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Programs / Engineering / Engineering Physics

Program Summary

Engineering Physics is a challenging and elite program for those students who want to combine the strengths of physics and engineering. You will obtain an unusually broad and strong foundation in material science, applied physics, electronics and nanotechnology, and learn to apply it in the development of new technologies which include, but are not limited to, nanotechnology, semiconductor devices, optical systems, telecommunications and related computer hardware. In your senior year, you may specialize in many other areas of interest.

At Carleton University, the Bachelor of Engineering (BEng) degree program in Engineering Physics has two main areas of focus, integrated semiconductor devices as well as optical devices and systems. This program offers:

  • A set of options in fourth year that allow you to focus on either semiconductor devices and technology, or modern optics;
  • The opportunity for you to design your own integrated circuits (ICs), which are manufactured right on campus;
  • A unique team design project course in first year;
  • Excellent computing resources;
  • An active student branch of the Institute of Electrical and Electronics Engineers; and
  • Excellent scholarships for high-standing students.

Carleton’s location in Canada’s high technology centre enables you to develop contacts that could lead to opportunities during work terms and after graduation.

Our laboratory and research facilities

At Carleton, you will benefit from outstanding computer networks and modern, well-equipped laboratories—Carleton is actually one of the few universities in the country with its own in-house IC fabrication facilities. You will also benefit from our proximity to, and close association with, the laboratories of the National Research Council Canada (NRC) and the Communications Research Centre.

Co-op opportunities

As a student in the Engineering Physics program you will have the opportunity to apply to the Co-operative Education Program. Co-op integrates degree-related, paid work terms into your degree program. A minimum of four work terms are required to obtain the Co-op designation on your degree. Our program is closely associated with some of Canada’s leading technology companies, many of which are located in the Ottawa region. You may also have the chance to work in state-of-the-art government labs, such as those at the NRC, giving students valuable work experience and contacts that will benefit them in the future.

Ottawa is a global technology leader. Sharing a city with some of the world’s best tech companies and government laboratories offers excellent opportunities for co-op and internship placements, as well as a high number of prospects for future employment. Nearly 79,000 people in the national capital are employed by more than 1,800 tech companies, including multinational giants who lead the way in telecommunications, software, computer systems, aerospace, sensor technologies, the environment, security and defence, construction, semiconductors, and wireless technologies.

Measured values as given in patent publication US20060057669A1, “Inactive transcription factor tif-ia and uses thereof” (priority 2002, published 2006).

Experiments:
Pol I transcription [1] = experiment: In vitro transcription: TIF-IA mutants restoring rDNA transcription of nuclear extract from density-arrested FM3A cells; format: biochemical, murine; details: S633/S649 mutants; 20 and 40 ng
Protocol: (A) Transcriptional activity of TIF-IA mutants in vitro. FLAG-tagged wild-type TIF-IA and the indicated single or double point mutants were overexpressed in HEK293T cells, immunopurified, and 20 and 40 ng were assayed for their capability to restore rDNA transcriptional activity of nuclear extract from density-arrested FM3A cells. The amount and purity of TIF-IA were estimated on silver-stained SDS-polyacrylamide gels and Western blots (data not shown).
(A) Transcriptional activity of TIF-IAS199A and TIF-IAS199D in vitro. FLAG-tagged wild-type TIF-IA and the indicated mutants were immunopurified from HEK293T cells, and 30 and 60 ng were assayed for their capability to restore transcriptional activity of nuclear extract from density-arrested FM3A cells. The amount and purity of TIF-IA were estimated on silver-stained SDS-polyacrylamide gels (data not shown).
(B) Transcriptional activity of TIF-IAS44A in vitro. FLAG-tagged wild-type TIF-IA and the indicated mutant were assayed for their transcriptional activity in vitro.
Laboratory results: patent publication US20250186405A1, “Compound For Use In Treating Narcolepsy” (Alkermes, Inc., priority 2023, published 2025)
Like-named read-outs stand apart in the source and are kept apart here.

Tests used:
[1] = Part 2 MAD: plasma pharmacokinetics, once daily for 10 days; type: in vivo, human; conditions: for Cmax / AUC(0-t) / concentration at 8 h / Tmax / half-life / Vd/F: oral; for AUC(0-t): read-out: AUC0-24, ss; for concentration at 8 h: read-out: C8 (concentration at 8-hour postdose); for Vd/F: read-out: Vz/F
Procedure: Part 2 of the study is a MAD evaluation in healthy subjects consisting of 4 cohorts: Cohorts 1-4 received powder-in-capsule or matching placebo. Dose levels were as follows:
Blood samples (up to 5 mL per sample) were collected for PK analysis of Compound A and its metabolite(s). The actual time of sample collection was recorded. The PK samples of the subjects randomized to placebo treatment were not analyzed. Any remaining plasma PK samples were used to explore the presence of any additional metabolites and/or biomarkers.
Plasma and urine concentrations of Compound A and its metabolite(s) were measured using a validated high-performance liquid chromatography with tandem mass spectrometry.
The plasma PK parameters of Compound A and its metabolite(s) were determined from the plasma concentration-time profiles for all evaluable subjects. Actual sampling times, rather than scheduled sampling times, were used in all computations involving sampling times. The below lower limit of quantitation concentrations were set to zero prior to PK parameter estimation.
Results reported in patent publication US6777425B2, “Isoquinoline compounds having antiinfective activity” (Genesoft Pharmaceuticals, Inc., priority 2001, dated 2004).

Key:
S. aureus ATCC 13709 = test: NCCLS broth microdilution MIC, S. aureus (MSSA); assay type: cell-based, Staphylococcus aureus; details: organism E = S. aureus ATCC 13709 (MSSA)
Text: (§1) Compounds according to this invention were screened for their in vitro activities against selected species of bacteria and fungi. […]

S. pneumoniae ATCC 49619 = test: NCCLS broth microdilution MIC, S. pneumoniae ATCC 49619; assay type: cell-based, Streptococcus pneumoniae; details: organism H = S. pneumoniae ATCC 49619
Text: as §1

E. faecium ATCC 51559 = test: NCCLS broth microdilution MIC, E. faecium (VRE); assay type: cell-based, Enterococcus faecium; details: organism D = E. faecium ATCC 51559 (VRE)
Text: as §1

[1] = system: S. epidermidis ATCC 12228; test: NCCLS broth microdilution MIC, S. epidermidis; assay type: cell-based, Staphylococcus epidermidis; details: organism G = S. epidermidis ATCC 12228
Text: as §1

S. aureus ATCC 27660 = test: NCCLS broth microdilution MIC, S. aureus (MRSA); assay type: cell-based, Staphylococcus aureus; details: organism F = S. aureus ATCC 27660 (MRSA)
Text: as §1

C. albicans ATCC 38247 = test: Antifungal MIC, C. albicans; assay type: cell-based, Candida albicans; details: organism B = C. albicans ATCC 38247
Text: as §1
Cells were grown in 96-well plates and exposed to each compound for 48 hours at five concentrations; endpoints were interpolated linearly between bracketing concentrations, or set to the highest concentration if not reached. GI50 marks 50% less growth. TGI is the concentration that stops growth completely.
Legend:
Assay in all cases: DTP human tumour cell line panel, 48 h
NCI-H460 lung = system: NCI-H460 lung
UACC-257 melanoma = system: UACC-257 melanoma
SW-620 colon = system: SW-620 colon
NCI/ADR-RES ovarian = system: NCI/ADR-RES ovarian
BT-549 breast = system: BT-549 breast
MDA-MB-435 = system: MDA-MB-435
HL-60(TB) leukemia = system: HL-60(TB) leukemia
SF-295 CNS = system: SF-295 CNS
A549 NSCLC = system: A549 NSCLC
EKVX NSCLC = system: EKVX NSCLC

The BEng degree program in Engineering Physics is fully accredited by the Canadian Engineering Accreditation Board. When you graduate from this program, you will meet the educational requirements for registration as a professional engineer.

Your program begins with a broad and fundamental background in physics and electronics. During the first year, you will have a unique opportunity to participate in a small class and collaborate closely with a senior professor on a team project that involves the design and implementation of an optical system. This course introduces you to engineering design early in your studies, making your subsequent years more relevant and interesting.

The second and third years of the program provide you with a strong background in both physics and engineering, with courses in programming, electronics and modern physics. Fourth year allows you to specialize in either semiconductor device technology or applied optics. Electives are also available in IC design, telecommunications electronics, computer-aided design, microwave engineering, integrated sensors and many other areas.

As an engineering physicist, you will be well equipped for work in the biomedical, renewable energy and telecommunications high-technology sectors, including IC fabrication, microelectronic devices, nanotechnology, microwave and optical systems, and sensor technology. Some engineering physicists also develop careers in biomedical engineering and medical physics. This degree also provides an ideal background for graduate studies in either electrical engineering or physics.

What students are saying about Engineering Physics

Engineering Physics offers the best of both worlds: my physics courses gives me a solid foundation in first-principles thinking, and my engineering courses give me a design-based approach to problem-solving. In my second year, I can start to see the possibilities that this opens up, from graduate studies in biophotonics to working in industry on semiconductor devices. I like that the program is small because it makes it easier to bond with other students and get help with assignments, but we're also part of the Carleton Students Engineering Society, so we still get to hang out with other Engineering students, too.
Sophie Beraud, Engineering Physics student

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